Ford Australia has revealed an off-road-focused special edition version of its top-selling Ranger ute that bridges the gap between the Wildtrak and Raptor.

    The new Ford Ranger Wildtrak X revives a nameplate last seen in 2021 in the previous-generation form, and is set to arrive in Australian showrooms during the second half of this year.

    This new Ranger special edition is priced from $75,990 before on-road costs, which is $4800 more expensive than the Wildtrak V6 and only $1000 cheaper than the luxurious Ranger Platinum V6.

    The Ranger Wildtrak X is offered exclusively with the 2.0-litre bi-turbo four-cylinder diesel engine which produces 150kW of power and 500Nm of torque, mated with a 10-speed automatic transmission.

    It uses a full-time four-wheel drive system with a 4A mode that can be used on pavement, instead of the part-time four-wheel drive system found in all other Ranger Bi-Turbo variants.

    Ford has noted the Ranger Wildtrak X is the first variant to meet Light Duty Truck Euro 6 emissions level, which means it requires AdBlue.

    It’s worth noting this combination of the Euro 6-compliant 2.0-litre bi-turbo four-cylinder diesel engine and full-time four-wheel drive is already available in the Everest.

    One main highlight of the Ranger Wildtrak X is its suspension setup that has been “specifically tuned” for touring and payload.

    This suspension setup includes Bilstein position-sensitive dampers which have a monotube design and a nitrogen-charged external reservoir.

    There are also new 17-inch alloy wheels wrapped in 265/70 R17 General Grabber AT3 all-terrain tyres as standard.

    Thanks to the tweaked suspension setup and all-terrain tyres the Ranger Wildtrak X has a 30mm wider front and rear track width than the existing Wildtrak, as well as 26mm more ground clearance.

    Despite the suspension changes the Ranger Wildtrak X still have a 3500kg braked towing capacity like the rest of the core Ranger line-up.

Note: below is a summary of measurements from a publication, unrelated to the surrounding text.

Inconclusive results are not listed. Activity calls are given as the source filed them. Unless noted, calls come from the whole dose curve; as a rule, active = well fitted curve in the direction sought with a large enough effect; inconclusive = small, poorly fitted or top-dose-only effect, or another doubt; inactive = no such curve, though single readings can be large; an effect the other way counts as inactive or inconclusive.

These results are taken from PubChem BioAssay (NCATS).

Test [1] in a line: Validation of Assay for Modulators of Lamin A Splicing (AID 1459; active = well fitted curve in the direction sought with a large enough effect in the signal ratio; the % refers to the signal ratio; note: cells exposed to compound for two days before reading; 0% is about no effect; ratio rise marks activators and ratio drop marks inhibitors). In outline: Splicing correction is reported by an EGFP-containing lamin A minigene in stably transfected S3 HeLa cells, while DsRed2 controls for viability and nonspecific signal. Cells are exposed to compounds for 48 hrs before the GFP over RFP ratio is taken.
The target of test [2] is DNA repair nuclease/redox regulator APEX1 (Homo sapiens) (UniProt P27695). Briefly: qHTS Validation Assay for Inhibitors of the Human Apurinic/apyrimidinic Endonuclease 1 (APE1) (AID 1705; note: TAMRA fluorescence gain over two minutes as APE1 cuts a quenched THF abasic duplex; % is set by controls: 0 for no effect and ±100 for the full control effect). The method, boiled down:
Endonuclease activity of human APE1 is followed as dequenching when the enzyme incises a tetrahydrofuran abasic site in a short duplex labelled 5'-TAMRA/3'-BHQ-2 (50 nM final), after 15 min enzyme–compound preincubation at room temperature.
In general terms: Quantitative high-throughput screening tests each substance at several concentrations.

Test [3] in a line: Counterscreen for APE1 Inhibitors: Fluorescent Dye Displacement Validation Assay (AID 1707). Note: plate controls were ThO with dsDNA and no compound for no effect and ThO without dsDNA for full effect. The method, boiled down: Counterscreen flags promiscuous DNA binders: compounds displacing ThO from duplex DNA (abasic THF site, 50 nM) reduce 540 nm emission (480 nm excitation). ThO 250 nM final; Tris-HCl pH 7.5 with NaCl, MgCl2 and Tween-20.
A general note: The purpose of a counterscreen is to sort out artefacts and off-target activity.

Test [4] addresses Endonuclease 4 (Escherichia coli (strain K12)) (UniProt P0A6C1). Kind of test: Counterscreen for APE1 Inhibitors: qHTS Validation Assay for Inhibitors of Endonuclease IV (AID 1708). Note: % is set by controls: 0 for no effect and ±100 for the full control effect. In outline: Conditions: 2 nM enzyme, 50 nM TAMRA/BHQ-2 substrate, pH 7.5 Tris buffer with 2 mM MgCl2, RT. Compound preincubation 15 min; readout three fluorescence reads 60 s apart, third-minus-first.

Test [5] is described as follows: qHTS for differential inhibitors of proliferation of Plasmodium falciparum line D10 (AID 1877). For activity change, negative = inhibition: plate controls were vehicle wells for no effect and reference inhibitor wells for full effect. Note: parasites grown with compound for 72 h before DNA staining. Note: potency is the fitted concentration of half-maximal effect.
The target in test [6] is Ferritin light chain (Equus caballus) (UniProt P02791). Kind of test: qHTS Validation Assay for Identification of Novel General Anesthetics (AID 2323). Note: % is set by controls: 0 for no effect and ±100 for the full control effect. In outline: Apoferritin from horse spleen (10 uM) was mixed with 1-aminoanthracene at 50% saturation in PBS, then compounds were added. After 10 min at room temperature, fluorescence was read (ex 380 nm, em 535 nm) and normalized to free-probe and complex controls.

On the outside the Ranger Wildtrak X can be distinguished by its exclusive Cyber Orange paintwork. This colour was previously available on the Bronco off-roader.

    Other exterior highlights include a new off-road grille design with integrated LED lights, a steel bash plate, cast aluminium side steps, black exterior highlights, Wildtrak X badging, and Matrix LED headlights.

    This new special edition model also comes with Ford’s Flexible Rack System, which was only recently introduced, and includes two main components that can be adjusted to fit a variety of items.

    Inside the Ranger Wildtrak X comes with the larger 12.4-inch digital instrument cluster, a B&O premium sound system, and an overhead auxiliary switch bank for aftermarket accessories.

    It has new leather-accented seats with Miko suede and Wildtrak X embroidered into the seat backs, upper glove box and all-weather front and rear floor mats.

    There’s also Terra suede on the glovebox, instrument cluster hood, door trim, and centre console rails, as well as Cyber Orange contrast stitching.

    The Ford Ranger Wildtrak X comes with a variety of off-road-focused modes to help owners “tackle challenging terrain”.

    Trail Turn Assist helps owners negotiate tight turns on narrow tracks by applying the brake on the inside rear wheel. This is designed to be used on loose surfaces at speeds under 19km/h and in either 4H or 4L with the rear differential unlocked.

    Ford claims the Trail Turn Assist feature can reduce the Ranger Wildtrak X’s turning circle radius by up to 25 per cent.

    Another feature is Trail Control which helps drivers maintain a constant low-speed while off-road. It works at speeds below 32km/h and manages acceleration and braking.

    This feature is already available in the Ranger Raptor and essentially acts as an off-road cruise control.

    The last off-road-focused mode is Rock Crawl which has been designed to help customers traverse uneven, rocky terrain in a controlled manner.

    This drive mode requires 4L to be engaged and will automatically lock the rear differential. It’ll also actuate a unique throttle and transmission calibration that’s designed to help the driver traverse the terrain as smoothly as possible.

    At this stage it’s unclear how many examples of the Ford Ranger Wildtrak X will be coming to Australia.

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    MORE: Everything Ford Ranger

    Jack Quick

    Jack Quick is an automotive journalist based in Melbourne. Jack studied journalism and photography at Deakin University in Burwood, and previously represented the university in dance nationally. In his spare time, he loves to pump Charli XCX and play a bit of Grand Theft Auto. He’s also the proud owner of a blue, manual 2020 Suzuki Jimny.

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